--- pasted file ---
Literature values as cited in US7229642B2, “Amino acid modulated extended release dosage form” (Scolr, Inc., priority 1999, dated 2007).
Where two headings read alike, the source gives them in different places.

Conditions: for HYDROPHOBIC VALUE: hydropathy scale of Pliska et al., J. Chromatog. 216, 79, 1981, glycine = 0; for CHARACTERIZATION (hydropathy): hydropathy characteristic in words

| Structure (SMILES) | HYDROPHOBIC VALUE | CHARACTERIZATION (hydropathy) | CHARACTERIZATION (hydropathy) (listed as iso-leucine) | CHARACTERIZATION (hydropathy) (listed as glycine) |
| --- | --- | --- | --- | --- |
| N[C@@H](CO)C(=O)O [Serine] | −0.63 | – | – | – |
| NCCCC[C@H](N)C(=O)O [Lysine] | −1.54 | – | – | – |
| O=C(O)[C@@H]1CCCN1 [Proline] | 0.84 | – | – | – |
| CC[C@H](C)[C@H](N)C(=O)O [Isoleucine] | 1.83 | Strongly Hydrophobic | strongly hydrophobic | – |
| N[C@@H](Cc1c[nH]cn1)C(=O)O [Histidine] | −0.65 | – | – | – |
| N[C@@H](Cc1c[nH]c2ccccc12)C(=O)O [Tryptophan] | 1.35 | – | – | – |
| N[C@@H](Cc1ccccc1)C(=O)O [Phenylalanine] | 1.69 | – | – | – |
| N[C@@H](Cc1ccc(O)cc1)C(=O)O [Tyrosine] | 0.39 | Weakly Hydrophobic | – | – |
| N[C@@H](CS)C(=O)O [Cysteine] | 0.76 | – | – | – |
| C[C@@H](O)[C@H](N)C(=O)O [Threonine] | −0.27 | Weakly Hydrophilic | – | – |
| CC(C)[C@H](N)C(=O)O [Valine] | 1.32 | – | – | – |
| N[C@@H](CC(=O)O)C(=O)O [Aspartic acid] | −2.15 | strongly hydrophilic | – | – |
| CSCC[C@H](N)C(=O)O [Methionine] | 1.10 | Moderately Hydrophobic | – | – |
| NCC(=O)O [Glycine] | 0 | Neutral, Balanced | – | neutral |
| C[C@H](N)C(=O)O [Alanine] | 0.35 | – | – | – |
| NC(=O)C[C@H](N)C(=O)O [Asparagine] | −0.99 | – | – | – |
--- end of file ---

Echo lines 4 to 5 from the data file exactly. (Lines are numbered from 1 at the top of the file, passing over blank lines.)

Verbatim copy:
| Structure (SMILES) | HYDROPHOBIC VALUE | CHARACTERIZATION (hydropathy) | CHARACTERIZATION (hydropathy) (listed as iso-leucine) | CHARACTERIZATION (hydropathy) (listed as glycine) |
| --- | --- | --- | --- | --- |